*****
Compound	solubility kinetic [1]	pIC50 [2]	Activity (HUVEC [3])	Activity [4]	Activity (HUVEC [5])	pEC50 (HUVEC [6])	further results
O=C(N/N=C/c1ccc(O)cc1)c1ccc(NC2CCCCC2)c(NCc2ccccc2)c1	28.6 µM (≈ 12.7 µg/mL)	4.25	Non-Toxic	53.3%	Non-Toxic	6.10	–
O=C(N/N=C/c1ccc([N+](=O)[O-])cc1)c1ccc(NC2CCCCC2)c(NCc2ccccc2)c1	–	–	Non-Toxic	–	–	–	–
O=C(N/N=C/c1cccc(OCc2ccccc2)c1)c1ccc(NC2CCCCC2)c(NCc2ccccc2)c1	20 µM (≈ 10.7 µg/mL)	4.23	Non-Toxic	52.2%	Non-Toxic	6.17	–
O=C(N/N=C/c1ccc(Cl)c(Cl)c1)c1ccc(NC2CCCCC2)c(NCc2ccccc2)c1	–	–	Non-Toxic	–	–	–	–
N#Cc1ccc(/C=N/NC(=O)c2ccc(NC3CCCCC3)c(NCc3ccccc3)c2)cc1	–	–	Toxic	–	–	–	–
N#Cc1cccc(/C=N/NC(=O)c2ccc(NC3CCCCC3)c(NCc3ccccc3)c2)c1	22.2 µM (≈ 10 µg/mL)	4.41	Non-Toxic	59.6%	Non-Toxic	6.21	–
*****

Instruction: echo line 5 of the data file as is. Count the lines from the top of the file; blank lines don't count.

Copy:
O=C(N/N=C/c1ccc(Cl)c(Cl)c1)c1ccc(NC2CCCCC2)c(NCc2ccccc2)c1	–	–	Non-Toxic	–	–	–	–